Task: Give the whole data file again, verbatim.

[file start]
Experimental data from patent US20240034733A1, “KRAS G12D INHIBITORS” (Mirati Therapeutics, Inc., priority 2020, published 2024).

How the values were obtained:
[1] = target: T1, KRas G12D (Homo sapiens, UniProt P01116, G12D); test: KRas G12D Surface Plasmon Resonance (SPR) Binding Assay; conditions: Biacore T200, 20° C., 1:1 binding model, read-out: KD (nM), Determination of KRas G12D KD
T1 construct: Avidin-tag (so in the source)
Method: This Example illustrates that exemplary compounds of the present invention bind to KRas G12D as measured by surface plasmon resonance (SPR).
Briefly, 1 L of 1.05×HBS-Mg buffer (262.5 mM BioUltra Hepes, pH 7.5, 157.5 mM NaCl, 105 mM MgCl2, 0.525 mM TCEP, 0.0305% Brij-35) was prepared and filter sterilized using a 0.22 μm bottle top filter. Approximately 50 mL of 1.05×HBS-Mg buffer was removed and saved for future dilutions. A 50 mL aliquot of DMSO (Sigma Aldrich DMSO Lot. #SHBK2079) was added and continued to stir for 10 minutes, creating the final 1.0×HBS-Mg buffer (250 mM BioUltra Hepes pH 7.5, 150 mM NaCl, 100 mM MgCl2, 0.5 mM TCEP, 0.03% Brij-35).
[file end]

Experimental data from patent US20240034733A1, “KRAS G12D INHIBITORS” (Mirati Therapeutics, Inc., priority 2020, published 2024).

How the values were obtained:
[1] = target: T1, KRas G12D (Homo sapiens, UniProt P01116, G12D); test: KRas G12D Surface Plasmon Resonance (SPR) Binding Assay; conditions: Biacore T200, 20° C., 1:1 binding model, read-out: KD (nM), Determination of KRas G12D KD
T1 construct: Avidin-tag (so in the source)
Method: This Example illustrates that exemplary compounds of the present invention bind to KRas G12D as measured by surface plasmon resonance (SPR).
Briefly, 1 L of 1.05×HBS-Mg buffer (262.5 mM BioUltra Hepes, pH 7.5, 157.5 mM NaCl, 105 mM MgCl2, 0.525 mM TCEP, 0.0305% Brij-35) was prepared and filter sterilized using a 0.22 μm bottle top filter. Approximately 50 mL of 1.05×HBS-Mg buffer was removed and saved for future dilutions. A 50 mL aliquot of DMSO (Sigma Aldrich DMSO Lot. #SHBK2079) was added and continued to stir for 10 minutes, creating the final 1.0×HBS-Mg buffer (250 mM BioUltra Hepes pH 7.5, 150 mM NaCl, 100 mM MgCl2, 0.5 mM TCEP, 0.03% Brij-35).